The U.S. Department of Defense announced Wednesday the transfer of a Yemeni man from the detention facility at Guantanamo Bay to the government of Montenegro after 14 years of imprisonment.

Abdel Malik Ahmed Abdel Wahab Al Rahabi, 37, was brought to Guantanamo in January 2002 and had been accused of being a bodyguard for the then-al Qaeda leader Osama bin Laden in Afghanistan. He was cleared for release in December 2014 after an intensive security review.

As the President Barack Obama’s administration does not send Guantanamo prisoners back to Yemen because of the civil war, the government had to find another country to accept him for resettlement.

“The United States is grateful to the Government of Montenegro for its humanitarian gesture and willingness to support ongoing U.S. efforts to close the Guantanamo Bay detention facility,” the Pentagon said in a statement.

“The United States coordinated with the Government of Montenegro to ensure this transfer took place consistent with appropriate security and humane treatment measures,” it said.

Al Rahabi is the second prisoner to be resettled in Montenegro this year as Obama tries to reduce the number of men held at Guantanamo, Cuba. This marked the start of what is expected to be a new round of releases from the U.S. base even as the Congress continues to prevent the closure of the detention center with a prohibition on transferring prisoners to the United States.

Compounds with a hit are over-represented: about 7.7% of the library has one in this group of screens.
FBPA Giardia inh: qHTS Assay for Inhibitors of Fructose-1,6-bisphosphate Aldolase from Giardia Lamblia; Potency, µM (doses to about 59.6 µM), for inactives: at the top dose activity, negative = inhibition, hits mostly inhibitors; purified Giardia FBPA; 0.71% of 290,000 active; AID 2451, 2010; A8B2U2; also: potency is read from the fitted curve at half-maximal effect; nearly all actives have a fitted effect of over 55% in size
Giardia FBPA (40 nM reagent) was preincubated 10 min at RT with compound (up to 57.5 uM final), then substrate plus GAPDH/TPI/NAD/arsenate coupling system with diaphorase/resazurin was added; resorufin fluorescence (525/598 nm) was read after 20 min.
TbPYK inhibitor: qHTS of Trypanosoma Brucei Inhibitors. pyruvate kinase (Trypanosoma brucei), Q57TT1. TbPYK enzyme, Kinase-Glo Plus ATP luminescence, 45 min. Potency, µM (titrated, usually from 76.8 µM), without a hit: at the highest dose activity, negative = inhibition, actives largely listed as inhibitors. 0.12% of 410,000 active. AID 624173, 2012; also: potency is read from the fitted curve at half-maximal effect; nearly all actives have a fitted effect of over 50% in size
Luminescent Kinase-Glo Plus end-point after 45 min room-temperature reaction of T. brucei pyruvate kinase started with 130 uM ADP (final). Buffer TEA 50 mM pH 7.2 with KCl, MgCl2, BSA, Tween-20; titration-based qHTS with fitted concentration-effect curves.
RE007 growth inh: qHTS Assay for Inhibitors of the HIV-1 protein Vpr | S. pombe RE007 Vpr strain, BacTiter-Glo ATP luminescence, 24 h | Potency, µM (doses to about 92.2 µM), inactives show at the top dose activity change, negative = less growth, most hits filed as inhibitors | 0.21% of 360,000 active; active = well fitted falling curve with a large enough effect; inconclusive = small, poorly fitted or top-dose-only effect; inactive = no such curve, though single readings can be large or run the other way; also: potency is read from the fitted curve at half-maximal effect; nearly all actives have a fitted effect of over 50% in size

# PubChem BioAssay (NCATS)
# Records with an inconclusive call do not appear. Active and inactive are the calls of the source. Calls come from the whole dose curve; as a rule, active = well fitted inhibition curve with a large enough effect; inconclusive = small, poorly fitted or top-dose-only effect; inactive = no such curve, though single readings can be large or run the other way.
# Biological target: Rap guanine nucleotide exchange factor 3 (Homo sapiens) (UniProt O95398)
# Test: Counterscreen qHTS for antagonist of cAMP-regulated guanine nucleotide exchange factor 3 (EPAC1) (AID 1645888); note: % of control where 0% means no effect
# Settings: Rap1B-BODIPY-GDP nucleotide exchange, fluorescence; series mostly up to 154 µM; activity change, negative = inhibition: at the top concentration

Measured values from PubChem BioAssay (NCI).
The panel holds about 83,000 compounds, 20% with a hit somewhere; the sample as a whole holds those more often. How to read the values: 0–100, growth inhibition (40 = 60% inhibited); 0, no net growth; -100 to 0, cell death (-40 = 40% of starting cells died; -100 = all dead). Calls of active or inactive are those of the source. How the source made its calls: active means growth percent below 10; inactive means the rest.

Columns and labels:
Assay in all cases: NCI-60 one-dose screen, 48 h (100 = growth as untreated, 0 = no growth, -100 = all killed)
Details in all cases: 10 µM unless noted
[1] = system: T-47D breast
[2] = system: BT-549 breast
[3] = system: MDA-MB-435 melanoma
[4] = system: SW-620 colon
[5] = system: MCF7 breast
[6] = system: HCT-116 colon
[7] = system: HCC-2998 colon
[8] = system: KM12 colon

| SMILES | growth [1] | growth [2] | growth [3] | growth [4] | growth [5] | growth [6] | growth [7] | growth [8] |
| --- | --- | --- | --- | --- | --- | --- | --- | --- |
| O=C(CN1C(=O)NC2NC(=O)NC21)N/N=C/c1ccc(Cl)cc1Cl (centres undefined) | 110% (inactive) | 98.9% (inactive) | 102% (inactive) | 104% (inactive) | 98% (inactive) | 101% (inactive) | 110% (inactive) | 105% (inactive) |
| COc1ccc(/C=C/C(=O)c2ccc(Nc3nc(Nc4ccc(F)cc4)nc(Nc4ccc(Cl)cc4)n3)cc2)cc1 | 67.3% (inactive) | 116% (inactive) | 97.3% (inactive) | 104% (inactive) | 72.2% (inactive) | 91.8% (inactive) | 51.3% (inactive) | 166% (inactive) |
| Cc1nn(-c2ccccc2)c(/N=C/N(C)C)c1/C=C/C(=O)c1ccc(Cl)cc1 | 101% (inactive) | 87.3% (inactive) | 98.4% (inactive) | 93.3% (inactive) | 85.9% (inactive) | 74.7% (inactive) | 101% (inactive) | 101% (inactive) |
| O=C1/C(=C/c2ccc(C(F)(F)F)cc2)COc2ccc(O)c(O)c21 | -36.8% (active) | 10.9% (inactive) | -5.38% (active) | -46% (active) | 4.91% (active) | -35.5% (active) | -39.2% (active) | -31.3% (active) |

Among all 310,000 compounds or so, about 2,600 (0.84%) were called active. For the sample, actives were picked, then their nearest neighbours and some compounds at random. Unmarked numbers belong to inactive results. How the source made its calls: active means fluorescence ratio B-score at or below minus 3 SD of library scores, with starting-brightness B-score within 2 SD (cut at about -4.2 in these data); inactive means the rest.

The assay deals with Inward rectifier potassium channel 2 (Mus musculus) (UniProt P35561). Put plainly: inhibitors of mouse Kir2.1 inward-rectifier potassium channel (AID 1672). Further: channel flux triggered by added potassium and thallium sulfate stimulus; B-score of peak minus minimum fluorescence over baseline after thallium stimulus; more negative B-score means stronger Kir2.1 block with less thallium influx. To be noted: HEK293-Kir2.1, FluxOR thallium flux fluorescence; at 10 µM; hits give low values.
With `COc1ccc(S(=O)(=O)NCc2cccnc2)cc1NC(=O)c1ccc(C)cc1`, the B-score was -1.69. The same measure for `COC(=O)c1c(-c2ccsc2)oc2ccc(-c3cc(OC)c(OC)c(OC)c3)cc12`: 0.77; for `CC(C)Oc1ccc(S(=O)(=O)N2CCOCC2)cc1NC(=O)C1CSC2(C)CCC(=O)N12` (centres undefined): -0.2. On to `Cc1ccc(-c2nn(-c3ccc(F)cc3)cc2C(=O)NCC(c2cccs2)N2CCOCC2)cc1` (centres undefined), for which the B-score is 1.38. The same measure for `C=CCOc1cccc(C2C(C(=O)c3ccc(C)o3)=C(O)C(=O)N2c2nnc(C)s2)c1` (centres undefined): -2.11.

Obama’s attempt at closing Guantanamo prison calls for speeding up transfers and bringing several dozen remaining prisoners to maximum-security prisons in the United States and he has not ruled out doing so by use of executive action, Reuters reported.

There now remain 79 prisoners at Guantanamo. Twenty-nine of these have been cleared to be sent home or to other countries for resettlement.

guantanamo The entrance to Camp Delta where detainees from the U.S. war in Afghanistan live in Guantanamo Bay, Cuba, April 7, 2004. Photo: Getty Images/Joe Raedle

The Associated Press (AP) reported that officials expect to release most of those cleared in the coming weeks, leaving mostly men who have been charged or convicted by military commission for war crimes or those who are believed to be too dangerous to release by the authorities.

Al Rahabi’s lawyer David Remes, who has represented more than two dozen prisoners at Guantanamo over the years, said: “He’s been waiting for this for a long time.”

He told the AP that there has been a notable sense of relief among the men he has met with at the base in recent weeks.

“It’s no longer a question of whether, or even a question of when, it’s a question of how soon,” Remes said.

The facility was opened by George W. Bush and has come to symbolize aggressive detention practices and torture.